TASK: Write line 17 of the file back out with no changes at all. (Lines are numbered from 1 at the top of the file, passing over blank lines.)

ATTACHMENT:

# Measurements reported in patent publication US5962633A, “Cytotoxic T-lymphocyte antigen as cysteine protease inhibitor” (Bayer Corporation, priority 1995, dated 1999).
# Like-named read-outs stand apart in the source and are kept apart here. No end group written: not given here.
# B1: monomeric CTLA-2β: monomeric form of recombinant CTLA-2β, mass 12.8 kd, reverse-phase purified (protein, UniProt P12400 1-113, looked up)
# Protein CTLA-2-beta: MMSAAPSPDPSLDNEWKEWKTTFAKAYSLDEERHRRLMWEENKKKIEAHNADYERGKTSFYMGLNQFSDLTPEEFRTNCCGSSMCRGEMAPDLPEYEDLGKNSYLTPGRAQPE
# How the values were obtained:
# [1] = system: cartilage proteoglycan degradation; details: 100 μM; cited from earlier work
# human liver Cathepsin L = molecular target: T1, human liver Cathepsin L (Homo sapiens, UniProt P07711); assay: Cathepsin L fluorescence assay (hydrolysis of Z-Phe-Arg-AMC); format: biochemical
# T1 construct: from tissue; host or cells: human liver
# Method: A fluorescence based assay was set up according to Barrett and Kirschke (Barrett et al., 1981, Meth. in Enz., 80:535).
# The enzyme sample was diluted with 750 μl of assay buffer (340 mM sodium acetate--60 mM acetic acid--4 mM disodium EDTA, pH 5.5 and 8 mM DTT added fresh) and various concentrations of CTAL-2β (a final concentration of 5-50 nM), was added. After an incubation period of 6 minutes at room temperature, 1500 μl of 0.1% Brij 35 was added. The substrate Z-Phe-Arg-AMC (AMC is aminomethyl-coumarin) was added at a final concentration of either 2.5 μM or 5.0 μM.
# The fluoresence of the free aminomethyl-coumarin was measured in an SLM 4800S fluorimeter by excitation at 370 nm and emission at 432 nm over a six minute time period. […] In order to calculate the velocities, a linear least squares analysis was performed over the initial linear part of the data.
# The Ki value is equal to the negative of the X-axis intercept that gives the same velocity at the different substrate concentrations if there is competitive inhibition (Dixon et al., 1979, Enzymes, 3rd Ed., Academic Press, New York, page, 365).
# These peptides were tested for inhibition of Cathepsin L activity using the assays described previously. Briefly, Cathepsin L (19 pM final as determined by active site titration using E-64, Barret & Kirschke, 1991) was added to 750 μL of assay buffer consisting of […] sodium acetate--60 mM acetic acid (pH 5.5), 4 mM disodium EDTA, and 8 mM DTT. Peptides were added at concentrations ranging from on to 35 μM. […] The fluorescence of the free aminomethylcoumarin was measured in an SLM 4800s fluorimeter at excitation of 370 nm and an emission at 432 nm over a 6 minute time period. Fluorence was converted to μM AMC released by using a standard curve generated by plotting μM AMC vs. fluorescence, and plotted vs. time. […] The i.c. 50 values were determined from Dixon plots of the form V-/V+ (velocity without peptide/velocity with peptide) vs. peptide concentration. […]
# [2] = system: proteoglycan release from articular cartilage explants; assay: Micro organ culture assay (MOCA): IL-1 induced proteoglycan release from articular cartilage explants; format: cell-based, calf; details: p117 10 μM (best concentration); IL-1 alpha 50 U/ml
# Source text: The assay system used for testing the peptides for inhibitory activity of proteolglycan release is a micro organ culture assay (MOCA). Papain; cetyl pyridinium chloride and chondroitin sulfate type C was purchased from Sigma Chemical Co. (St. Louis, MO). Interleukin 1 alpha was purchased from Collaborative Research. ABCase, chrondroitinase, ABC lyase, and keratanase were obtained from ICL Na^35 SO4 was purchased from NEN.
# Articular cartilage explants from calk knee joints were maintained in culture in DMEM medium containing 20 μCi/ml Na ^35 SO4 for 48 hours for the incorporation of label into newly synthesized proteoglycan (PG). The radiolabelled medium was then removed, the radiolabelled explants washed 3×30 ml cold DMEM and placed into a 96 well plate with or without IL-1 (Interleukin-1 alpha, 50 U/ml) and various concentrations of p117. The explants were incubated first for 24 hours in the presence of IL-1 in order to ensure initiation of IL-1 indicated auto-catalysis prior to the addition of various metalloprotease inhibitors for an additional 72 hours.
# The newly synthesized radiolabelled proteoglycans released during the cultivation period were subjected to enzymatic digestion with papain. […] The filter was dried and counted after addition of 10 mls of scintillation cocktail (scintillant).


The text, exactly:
# The newly synthesized radiolabelled proteoglycans released during the cultivation period were subjected to enzymatic digestion with papain. […] The filter was dried and counted after addition of 10 mls of scintillation cocktail (scintillant).